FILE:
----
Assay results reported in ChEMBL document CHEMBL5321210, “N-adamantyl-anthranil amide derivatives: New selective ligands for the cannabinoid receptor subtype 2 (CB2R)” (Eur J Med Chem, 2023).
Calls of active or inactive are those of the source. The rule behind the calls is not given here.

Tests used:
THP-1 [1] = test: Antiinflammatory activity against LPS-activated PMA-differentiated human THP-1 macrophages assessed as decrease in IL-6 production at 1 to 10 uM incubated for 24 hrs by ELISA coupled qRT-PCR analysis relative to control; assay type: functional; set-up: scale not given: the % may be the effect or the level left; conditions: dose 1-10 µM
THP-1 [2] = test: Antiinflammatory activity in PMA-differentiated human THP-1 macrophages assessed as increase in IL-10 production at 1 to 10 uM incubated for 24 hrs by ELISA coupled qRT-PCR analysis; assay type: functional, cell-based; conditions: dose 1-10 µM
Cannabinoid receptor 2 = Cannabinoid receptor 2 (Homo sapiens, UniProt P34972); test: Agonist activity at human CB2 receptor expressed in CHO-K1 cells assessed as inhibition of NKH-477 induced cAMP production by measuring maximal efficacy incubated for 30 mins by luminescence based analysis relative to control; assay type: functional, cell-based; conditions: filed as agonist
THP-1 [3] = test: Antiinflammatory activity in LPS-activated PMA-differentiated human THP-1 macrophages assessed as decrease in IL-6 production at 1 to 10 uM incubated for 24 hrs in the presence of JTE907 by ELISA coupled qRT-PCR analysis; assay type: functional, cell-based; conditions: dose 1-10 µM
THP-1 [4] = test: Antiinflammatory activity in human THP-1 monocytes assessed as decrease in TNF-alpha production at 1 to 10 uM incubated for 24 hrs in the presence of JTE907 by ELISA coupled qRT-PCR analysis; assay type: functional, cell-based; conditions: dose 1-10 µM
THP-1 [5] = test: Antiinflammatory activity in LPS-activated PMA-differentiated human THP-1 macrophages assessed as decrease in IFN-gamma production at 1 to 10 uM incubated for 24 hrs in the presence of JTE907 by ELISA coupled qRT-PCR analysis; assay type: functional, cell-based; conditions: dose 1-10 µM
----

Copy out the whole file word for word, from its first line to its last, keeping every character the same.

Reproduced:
Assay results reported in ChEMBL document CHEMBL5321210, “N-adamantyl-anthranil amide derivatives: New selective ligands for the cannabinoid receptor subtype 2 (CB2R)” (Eur J Med Chem, 2023).
Calls of active or inactive are those of the source. The rule behind the calls is not given here.

Tests used:
THP-1 [1] = test: Antiinflammatory activity against LPS-activated PMA-differentiated human THP-1 macrophages assessed as decrease in IL-6 production at 1 to 10 uM incubated for 24 hrs by ELISA coupled qRT-PCR analysis relative to control; assay type: functional; set-up: scale not given: the % may be the effect or the level left; conditions: dose 1-10 µM
THP-1 [2] = test: Antiinflammatory activity in PMA-differentiated human THP-1 macrophages assessed as increase in IL-10 production at 1 to 10 uM incubated for 24 hrs by ELISA coupled qRT-PCR analysis; assay type: functional, cell-based; conditions: dose 1-10 µM
Cannabinoid receptor 2 = Cannabinoid receptor 2 (Homo sapiens, UniProt P34972); test: Agonist activity at human CB2 receptor expressed in CHO-K1 cells assessed as inhibition of NKH-477 induced cAMP production by measuring maximal efficacy incubated for 30 mins by luminescence based analysis relative to control; assay type: functional, cell-based; conditions: filed as agonist
THP-1 [3] = test: Antiinflammatory activity in LPS-activated PMA-differentiated human THP-1 macrophages assessed as decrease in IL-6 production at 1 to 10 uM incubated for 24 hrs in the presence of JTE907 by ELISA coupled qRT-PCR analysis; assay type: functional, cell-based; conditions: dose 1-10 µM
THP-1 [4] = test: Antiinflammatory activity in human THP-1 monocytes assessed as decrease in TNF-alpha production at 1 to 10 uM incubated for 24 hrs in the presence of JTE907 by ELISA coupled qRT-PCR analysis; assay type: functional, cell-based; conditions: dose 1-10 µM
THP-1 [5] = test: Antiinflammatory activity in LPS-activated PMA-differentiated human THP-1 macrophages assessed as decrease in IFN-gamma production at 1 to 10 uM incubated for 24 hrs in the presence of JTE907 by ELISA coupled qRT-PCR analysis; assay type: functional, cell-based; conditions: dose 1-10 µM